1999

Land beneath the Wind
Writing from Malaysia

Series Editor Frank Stewart
Guest Editors K.S. Maniam and
Daizal Rafeek Samart

K.S. Maniam and Daizal Rafeek Samad
K.S. Maniam and Daizal Rafeek Samad
K.S. Maniam and Daizal Rafeek Samad
K.S. Maniam and Daizal Rafeek Samad

The Wounded Season
Writing from Korea

Series Editor Frank Stewart
Guest Editor Susie Jie Young Kim

The summer 1999 issue features a collection of new writing in English from Malaysia, guest-edited by K.S. Maniam and Daizal Rafeek Samad.

Focusing on Malaysia, this feature includes poetry by Shirley Geok-lin Lim, Dina Zaman, Salleh Ben Joned, Ee Tiang Hong, and Wong Phui Nam; fiction by K. S. Maniam, Mulaika Hijjas, Lloyd Fernando, and Lee Kok Liang; and an interview with Wong Phui Nam.

Also in this issue is “Searching for Che and the Perfect Buddha,” a symposium on travel and writing that includes Terry Caesar, Diane Ackerman, Thomas Farber, Edward Hoagland, James D. Houston, Marilyn Krysl, Christopher Merrill, Charlotte Painter, Tom Montgomery-Fate, Nancy Lord, David Rains Wallace, and Tony Whedon.

Additional piecees include essays by Leonard Nathan, Phil Choi, Steve Heller, and Hawai‘i writer D. Mahealani Dudoit; fiction by Sharon May Brown and Jerry Whitus; reviews of such books as Let’s Eat Starsby Nanao Sakaki, Luzonby Malcolm Champlin and Steven Goldsberry, and The Shores of a Dream: Yasuo Kuniyoshi’s Early Work in Americaby Jane Myers and Tom Wolf; and a portfolio of photographs by Linda Connor.

About the guest editors: K. S. Maniam is the author of the novels The Return and In a Far Country and the short-story collections Arriving and Other Stories and Haunting the Tiger: Contemporary Stories from Malaysia. He has also written two plays: The Cord and The Sandpit. "We Make It to the Capital" is from Haunting the Tiger; and "All I Had" is from Delayed Passage, a novel in progress.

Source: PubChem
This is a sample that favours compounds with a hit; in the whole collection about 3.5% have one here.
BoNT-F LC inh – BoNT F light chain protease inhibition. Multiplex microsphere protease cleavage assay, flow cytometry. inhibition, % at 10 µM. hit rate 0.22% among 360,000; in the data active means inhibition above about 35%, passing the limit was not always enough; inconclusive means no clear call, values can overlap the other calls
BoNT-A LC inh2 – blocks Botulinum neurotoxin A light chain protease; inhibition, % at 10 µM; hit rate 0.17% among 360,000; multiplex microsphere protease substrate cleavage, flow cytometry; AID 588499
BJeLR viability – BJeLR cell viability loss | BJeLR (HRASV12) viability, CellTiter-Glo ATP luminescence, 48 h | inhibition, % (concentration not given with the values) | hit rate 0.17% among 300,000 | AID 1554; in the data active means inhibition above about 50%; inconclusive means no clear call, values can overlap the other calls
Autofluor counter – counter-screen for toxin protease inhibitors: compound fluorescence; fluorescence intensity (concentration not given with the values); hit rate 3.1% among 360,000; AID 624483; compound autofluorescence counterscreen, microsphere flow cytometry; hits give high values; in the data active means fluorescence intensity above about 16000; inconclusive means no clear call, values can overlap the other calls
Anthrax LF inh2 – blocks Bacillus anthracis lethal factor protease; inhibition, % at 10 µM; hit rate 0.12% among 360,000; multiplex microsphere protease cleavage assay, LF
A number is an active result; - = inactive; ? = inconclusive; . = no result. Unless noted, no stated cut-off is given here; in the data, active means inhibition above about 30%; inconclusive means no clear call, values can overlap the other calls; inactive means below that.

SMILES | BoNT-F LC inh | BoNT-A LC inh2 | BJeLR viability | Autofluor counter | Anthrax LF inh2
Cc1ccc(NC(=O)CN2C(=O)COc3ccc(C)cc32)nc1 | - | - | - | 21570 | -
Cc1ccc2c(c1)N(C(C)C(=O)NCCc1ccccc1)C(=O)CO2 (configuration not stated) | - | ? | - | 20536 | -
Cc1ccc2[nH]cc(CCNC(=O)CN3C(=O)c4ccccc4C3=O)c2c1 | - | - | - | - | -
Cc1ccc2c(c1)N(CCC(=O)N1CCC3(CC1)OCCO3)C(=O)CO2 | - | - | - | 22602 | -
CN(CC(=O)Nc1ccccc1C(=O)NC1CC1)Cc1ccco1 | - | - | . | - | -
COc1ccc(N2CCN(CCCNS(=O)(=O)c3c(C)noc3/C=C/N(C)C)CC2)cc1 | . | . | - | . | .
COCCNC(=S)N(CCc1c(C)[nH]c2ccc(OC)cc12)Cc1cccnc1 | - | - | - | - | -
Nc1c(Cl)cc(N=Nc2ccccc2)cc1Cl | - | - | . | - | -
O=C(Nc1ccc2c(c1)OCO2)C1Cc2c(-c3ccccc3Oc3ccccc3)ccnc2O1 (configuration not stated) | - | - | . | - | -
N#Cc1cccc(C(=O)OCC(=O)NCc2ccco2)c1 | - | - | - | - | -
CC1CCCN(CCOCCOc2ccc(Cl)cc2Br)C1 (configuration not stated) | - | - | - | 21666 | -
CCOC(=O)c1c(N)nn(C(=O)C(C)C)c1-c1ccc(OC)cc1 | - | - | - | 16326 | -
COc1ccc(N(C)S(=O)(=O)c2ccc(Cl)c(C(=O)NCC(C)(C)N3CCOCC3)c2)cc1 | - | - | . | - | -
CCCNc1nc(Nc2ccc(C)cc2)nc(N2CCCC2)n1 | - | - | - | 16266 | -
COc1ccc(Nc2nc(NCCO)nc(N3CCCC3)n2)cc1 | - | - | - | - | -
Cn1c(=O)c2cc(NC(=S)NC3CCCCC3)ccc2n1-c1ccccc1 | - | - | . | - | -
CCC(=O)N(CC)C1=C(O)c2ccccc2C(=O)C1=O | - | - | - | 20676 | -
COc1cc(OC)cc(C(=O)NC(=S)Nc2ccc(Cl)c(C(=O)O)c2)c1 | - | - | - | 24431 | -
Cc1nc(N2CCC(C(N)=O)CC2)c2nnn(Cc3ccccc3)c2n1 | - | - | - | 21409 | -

Daizal Rafeek Samad has written many scholarly articles on world literature, and last year was commissioned to write a book on Malaysian literature in English. He is also working on a book of short stories and a novel. Whisper Stars, a book of poems, is forthcoming.

Extracts

“The waves, grown enormous in the dark, struck the boat. The machinery of effort and fear fell into an unresisting drift. A steady rain wet us; we remained a loose knot at the bow. Nothing was visible beyond the prow; the sea was a seething white. Phosphorescent gleams leered at us like crab eyes and then subsided, only to rise again. We, unwilled, were trapped within perfect riot: rain, dismantling haze, swinging indirection. Zain and Ahmad looked at us for a moment, frightened, then lay down under the loose oars. The boat swung from darkness to darkness like an unmothered cradle.

   Sallahudin retched violently. ‘I can’t take this!’ he gasped.

   ‘Let’s do something,’ Donald said.

   But he only rocked the boat more—a spill of water froze us—when he groped towards the oars.

    ‘Mamma mia!’Uncle Tom cried.

   We sat still, wearing out the fear.

   Zain and Ahmad talked in Malay under the oars as if safe in the womb of their home.

   ‘Have you been to Kuala Lumpur?’ Zain asked.

   ‘You know I haven’t even gone to Alor Setar,’ Ahmad replied.

   ‘You’ve got to go on a train. It moves, chuk-chuk, chuk-chuk, through many stations. Cuts through day and night. And then the capital!’

   ‘Have you been there?’

   ‘Seen only fish, boat, sand, and sea. But we can go.’

   ‘When?’

   ‘Anytime you want.’

   Ahmad laughed, a tiny piping sound against the massed roar of the waves. He could not control himself; Zain joined him. The boat struck the waves as the two rolled from side to side, utterly defiant. Our grim, frustration-set faces relaxed. The furious waves might have been bunched, cascading paper, swirling under a freak wind.”
—from “We Make It to the Capital” by K. S. Maniam